Theresa May has signalled that the UK will “welcome agreement” on continuing research collaboration with Europe and will “manage properly” future student flows from the European Union.
The prime minister’s speech today on the UK’s plans for future relations with the EU may be seen by universities as a signal that the government will seek to remain within the union’s research programmes.
But there will be questions on whether the EU would allow the UK to remain in Horizon 2020 and future research programmes as an associated country, if the nation refuses to accept free movement of people. Ms May again made clear that the UK would take “control” of immigration from the EU.
Pledging to control immigration to Britain from Europe as another of her goals, Ms May added: “We will continue to attract the brightest and the best to work or study in Britain – indeed openness to international talent must remain one of this country’s most distinctive assets – but that process must be managed properly so that our immigration system serves the national interest.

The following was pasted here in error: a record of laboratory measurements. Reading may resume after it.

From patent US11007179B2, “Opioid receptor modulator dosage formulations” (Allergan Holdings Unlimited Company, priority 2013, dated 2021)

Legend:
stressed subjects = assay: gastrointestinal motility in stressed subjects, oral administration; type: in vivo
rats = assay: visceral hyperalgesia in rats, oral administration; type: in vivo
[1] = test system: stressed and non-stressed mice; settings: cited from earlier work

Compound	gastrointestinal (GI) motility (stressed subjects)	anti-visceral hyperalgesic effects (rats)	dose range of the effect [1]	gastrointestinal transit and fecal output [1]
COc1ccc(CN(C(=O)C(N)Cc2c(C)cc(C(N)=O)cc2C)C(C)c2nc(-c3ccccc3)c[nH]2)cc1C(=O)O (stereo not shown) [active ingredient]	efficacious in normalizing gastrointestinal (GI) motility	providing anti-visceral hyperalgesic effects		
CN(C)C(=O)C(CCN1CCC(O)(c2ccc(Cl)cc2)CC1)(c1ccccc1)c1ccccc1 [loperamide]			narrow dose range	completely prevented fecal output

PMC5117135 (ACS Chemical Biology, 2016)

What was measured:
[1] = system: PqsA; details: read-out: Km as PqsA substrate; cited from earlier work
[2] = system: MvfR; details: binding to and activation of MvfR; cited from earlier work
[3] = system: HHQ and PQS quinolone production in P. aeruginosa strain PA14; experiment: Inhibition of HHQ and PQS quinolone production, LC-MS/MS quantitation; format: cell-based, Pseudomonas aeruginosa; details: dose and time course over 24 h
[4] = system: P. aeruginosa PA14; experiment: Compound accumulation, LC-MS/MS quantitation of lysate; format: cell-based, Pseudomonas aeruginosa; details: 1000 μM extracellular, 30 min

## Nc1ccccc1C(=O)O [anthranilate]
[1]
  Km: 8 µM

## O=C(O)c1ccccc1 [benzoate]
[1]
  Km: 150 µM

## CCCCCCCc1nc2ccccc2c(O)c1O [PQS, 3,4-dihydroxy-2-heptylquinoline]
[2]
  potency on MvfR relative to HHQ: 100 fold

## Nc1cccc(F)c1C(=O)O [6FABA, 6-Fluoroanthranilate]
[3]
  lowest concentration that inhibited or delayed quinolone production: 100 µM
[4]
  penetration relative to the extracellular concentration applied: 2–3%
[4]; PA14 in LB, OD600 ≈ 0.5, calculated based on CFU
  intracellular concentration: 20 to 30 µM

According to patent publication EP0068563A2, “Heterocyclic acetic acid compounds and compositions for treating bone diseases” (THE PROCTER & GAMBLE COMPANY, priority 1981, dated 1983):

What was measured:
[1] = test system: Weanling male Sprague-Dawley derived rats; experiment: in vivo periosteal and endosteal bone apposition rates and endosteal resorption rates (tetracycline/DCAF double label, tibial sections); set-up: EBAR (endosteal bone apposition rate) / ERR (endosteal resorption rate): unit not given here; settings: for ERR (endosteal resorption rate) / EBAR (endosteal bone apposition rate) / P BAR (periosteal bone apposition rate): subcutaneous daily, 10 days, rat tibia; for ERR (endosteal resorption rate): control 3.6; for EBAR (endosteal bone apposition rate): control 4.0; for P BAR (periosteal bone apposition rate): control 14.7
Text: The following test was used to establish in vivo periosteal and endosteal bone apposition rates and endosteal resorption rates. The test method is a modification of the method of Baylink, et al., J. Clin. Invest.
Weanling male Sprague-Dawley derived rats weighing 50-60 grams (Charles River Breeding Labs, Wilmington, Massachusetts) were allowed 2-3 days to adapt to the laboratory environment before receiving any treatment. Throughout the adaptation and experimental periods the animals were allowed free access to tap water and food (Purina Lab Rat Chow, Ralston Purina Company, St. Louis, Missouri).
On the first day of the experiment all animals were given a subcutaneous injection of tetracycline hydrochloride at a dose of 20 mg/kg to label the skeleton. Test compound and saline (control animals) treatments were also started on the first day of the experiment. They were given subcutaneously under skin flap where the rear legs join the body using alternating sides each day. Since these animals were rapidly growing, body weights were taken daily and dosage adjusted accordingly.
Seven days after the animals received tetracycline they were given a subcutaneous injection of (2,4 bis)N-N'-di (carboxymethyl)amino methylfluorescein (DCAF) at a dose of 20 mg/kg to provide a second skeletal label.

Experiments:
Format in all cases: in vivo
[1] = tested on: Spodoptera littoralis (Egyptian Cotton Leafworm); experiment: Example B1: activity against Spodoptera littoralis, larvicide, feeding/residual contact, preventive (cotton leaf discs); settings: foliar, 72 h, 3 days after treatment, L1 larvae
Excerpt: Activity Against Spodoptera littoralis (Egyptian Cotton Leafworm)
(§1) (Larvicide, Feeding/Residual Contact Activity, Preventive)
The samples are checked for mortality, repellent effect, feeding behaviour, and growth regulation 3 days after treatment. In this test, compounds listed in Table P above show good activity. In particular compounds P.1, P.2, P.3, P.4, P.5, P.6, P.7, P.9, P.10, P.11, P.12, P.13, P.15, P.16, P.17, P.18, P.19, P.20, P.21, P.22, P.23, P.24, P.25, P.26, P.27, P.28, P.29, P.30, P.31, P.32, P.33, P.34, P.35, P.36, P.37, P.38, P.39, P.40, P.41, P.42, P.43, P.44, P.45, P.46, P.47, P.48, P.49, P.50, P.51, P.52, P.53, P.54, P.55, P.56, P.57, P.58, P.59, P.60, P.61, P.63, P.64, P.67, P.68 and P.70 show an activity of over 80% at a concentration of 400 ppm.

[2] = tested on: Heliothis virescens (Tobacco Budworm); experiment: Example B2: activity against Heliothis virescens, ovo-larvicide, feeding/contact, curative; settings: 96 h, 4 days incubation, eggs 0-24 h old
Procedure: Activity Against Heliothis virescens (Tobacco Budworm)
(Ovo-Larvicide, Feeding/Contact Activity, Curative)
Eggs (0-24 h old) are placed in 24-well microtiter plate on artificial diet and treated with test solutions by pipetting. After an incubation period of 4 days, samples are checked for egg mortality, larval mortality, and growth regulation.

“So we will get control of the number of people coming to Britain from the EU.”
One of Ms May’s 12 points in her plan for Britain’s future covered science and research.
“A global Britain must also be a country that looks to the future,” she said. “That means being one of the best places in the world for science and innovation.
“One of our great strengths as a nation is the breadth and depth of our academic and scientific communities, backed up by some of the world’s best universities. And we have a proud history of leading and supporting cutting-edge research and innovation.
“So we will also welcome agreement to continue to collaborate with our European partners on major science, research, and technology initiatives.”
The EU has made Switzerland’s associated country membership of Horizon 2020 conditional on its continuing to accept free movement – with some suggesting this may set a precedent in negotiations with the UK.